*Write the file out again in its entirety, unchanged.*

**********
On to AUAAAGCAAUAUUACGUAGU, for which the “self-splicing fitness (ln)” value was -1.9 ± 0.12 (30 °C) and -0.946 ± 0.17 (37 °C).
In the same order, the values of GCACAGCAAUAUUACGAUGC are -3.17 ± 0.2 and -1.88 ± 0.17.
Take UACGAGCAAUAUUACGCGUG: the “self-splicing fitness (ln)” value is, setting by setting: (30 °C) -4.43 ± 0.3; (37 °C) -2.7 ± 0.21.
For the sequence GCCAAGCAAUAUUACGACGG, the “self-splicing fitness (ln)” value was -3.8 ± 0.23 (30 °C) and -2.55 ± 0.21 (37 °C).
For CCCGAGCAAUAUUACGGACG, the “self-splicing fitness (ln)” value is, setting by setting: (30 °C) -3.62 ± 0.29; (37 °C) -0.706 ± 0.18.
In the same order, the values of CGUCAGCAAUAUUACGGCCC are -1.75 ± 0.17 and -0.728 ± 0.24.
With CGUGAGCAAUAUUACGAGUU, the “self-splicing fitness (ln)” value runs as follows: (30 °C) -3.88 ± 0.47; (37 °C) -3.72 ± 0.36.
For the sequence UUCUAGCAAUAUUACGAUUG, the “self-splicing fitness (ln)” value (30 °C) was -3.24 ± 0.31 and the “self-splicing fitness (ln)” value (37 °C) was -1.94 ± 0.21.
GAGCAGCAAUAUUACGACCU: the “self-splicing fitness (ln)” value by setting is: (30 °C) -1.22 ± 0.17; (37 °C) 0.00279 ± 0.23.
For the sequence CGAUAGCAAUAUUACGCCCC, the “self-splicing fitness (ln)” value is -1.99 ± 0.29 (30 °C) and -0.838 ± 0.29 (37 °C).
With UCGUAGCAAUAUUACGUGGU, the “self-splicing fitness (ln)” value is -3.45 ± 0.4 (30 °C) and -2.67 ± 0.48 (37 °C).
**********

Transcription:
On to AUAAAGCAAUAUUACGUAGU, for which the “self-splicing fitness (ln)” value was -1.9 ± 0.12 (30 °C) and -0.946 ± 0.17 (37 °C).
In the same order, the values of GCACAGCAAUAUUACGAUGC are -3.17 ± 0.2 and -1.88 ± 0.17.
Take UACGAGCAAUAUUACGCGUG: the “self-splicing fitness (ln)” value is, setting by setting: (30 °C) -4.43 ± 0.3; (37 °C) -2.7 ± 0.21.
For the sequence GCCAAGCAAUAUUACGACGG, the “self-splicing fitness (ln)” value was -3.8 ± 0.23 (30 °C) and -2.55 ± 0.21 (37 °C).
For CCCGAGCAAUAUUACGGACG, the “self-splicing fitness (ln)” value is, setting by setting: (30 °C) -3.62 ± 0.29; (37 °C) -0.706 ± 0.18.
In the same order, the values of CGUCAGCAAUAUUACGGCCC are -1.75 ± 0.17 and -0.728 ± 0.24.
With CGUGAGCAAUAUUACGAGUU, the “self-splicing fitness (ln)” value runs as follows: (30 °C) -3.88 ± 0.47; (37 °C) -3.72 ± 0.36.
For the sequence UUCUAGCAAUAUUACGAUUG, the “self-splicing fitness (ln)” value (30 °C) was -3.24 ± 0.31 and the “self-splicing fitness (ln)” value (37 °C) was -1.94 ± 0.21.
GAGCAGCAAUAUUACGACCU: the “self-splicing fitness (ln)” value by setting is: (30 °C) -1.22 ± 0.17; (37 °C) 0.00279 ± 0.23.
For the sequence CGAUAGCAAUAUUACGCCCC, the “self-splicing fitness (ln)” value is -1.99 ± 0.29 (30 °C) and -0.838 ± 0.29 (37 °C).
With UCGUAGCAAUAUUACGUGGU, the “self-splicing fitness (ln)” value is -3.45 ± 0.4 (30 °C) and -2.67 ± 0.48 (37 °C).